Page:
Rolling is good for inside airports. Backpack is good for traversing snow, slush, mud, and manure.
But what to do if one is carrying the suitcase in backpack mode and one also has a daypack?
Wear the daypack in front like a baby carrier? I think not.
The suitcase itself has a solution to this problem through the provision of four D-rings attached in front:
Since I wanted to continue to use my JanSport SuperBreak pack (25L) as my additional carry-on, modifications were required.
Tools and Materials
The old-school solution for attaching things to packs is to use lash tabs.
I ordered these from Strapworks.com, a fine purveyor of straps, webbing, and associated hardware:
Four plastic lash tabs (of the kind they call "Four-way crossovers") and two straps (3/4 in. x 2 ft) with side-release buckles was about $10 with shipping. The lash tabs have 1" slots, but I got 3/4" webbing because larger buckles would not have fit through the D-rings on the suitcase. (Actually only one half of the buckle set fits through the D-ring. In hindsight, it might have been better to have used Strap-adjuster straps.)
For sewing the plastic lash tabs onto the daypack, I used a Speedy Stitcher sewing awl:
It comes with a bobbin of tan heavy-duty waxed thread and two very fierce "No. 8" needles.
I wanted darker and thinner thread to use on the navy-colored backpack, so I obtained this black waxed nylon thread and the Speedy Stitcher "No. 4" needle:
To help me avoid sticking that needle through my desk or my hand, I taped together a big brick of corrugated cardboard to use as a backstop when spearing through the lash tab:
First, I tried it out on a piece of scrap denim, since I had never used the Speedy Stitcher before.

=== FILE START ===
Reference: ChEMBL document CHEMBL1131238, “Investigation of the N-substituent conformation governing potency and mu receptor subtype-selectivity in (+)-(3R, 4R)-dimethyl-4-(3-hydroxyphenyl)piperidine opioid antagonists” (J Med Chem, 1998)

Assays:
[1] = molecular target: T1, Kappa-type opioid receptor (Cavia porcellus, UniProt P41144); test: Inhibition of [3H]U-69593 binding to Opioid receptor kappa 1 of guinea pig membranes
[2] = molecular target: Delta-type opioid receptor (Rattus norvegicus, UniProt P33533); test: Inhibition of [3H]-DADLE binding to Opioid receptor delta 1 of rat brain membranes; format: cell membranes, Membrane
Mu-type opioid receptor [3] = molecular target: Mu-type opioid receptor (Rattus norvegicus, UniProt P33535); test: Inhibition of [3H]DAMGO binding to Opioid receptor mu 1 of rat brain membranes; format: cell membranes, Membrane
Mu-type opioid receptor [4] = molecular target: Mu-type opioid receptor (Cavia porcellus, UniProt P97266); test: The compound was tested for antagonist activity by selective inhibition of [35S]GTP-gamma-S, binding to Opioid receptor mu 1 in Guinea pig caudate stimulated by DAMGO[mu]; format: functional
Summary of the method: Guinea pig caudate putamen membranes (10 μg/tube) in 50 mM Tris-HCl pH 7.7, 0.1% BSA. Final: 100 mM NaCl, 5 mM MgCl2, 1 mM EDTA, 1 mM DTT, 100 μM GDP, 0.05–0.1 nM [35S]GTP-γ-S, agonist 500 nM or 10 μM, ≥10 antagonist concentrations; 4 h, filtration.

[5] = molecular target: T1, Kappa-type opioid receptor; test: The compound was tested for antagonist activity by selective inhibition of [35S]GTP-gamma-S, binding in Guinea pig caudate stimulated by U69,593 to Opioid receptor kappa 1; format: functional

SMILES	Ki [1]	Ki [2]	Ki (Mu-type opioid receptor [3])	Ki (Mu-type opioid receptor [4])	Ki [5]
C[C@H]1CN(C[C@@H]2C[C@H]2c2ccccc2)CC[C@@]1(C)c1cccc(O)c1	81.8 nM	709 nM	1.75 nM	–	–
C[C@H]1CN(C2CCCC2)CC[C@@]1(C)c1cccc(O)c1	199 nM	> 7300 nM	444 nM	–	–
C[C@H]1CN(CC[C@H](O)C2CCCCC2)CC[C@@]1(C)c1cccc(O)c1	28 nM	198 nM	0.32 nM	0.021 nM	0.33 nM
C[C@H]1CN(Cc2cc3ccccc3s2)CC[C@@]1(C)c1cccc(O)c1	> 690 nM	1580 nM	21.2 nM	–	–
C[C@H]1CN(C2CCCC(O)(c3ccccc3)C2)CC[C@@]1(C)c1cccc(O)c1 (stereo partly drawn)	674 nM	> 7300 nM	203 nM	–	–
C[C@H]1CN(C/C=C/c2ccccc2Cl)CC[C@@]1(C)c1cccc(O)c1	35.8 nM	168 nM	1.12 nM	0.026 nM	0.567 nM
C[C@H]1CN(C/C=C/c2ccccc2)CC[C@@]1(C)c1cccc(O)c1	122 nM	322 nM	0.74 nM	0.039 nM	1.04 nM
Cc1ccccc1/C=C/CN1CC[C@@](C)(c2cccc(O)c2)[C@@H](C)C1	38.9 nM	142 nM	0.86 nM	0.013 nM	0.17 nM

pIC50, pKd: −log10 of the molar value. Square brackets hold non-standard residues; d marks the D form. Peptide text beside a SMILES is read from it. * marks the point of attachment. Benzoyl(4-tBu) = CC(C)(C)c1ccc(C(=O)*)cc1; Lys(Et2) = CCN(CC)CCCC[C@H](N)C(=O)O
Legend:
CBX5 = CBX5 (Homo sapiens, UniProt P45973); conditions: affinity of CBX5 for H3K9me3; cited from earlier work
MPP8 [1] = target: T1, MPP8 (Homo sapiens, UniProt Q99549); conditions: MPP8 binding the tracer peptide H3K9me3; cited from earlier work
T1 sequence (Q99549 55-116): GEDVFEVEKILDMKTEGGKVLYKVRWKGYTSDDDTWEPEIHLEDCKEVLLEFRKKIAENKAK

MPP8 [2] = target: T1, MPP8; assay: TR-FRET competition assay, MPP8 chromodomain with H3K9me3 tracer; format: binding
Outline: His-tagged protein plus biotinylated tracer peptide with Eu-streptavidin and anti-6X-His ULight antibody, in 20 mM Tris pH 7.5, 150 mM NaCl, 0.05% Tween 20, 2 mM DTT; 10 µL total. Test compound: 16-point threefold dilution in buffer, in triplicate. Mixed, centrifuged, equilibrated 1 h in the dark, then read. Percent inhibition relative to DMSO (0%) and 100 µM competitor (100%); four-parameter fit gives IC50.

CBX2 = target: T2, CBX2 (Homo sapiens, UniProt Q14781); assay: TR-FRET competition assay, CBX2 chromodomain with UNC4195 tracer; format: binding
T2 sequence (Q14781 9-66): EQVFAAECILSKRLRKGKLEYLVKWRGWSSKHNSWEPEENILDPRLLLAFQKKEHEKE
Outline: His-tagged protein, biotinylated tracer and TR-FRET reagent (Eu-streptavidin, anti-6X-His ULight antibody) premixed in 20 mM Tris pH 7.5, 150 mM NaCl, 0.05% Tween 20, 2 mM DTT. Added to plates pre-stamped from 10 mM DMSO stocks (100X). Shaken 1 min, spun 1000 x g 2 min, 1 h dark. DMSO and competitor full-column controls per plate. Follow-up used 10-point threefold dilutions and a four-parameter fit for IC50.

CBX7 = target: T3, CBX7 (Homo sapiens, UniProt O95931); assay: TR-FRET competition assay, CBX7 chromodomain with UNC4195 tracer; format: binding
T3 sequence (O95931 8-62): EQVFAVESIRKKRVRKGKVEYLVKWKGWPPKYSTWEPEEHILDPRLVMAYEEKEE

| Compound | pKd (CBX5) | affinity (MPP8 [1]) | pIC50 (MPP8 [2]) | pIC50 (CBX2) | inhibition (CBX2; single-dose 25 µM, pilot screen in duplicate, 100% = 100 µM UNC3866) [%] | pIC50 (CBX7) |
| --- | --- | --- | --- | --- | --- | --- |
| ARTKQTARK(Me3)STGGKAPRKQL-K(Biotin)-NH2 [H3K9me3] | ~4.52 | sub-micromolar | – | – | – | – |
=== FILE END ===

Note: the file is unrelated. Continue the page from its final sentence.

Then, I did one on the pack.
The Speedy Stitcher comes with instructions, but it took a little practice to get going. You need to tug on the thread from both sides after each stitch. Because the needle and thread are going through plastic, there is more friction that there would be with just cloth. Too little tension, and the stitches are loose and sloppy. Too much tension, and the tab will buckle and/or the cloth will pucker. By the time I had finished, I still had not calibrated that quite right. Also, I had poked myself a few times.
After sewing a tab on each side of the pack, I realized it would have been better if the tabs were lower. Fortunately, I had spares.
I can pretend that it was intentional to have two tabs on each side, "to maximum attachment options."
I trimmed the straps down to about 8 inches in length. Here is a tab with a strap attached, and the strap shown going through the suitcase's D-ring:
Here is the completed ensemble:
It's too bad that the JanSport daypack covers up the cool Osprey logo, but that's better than wearing the daypack like a baby carrier.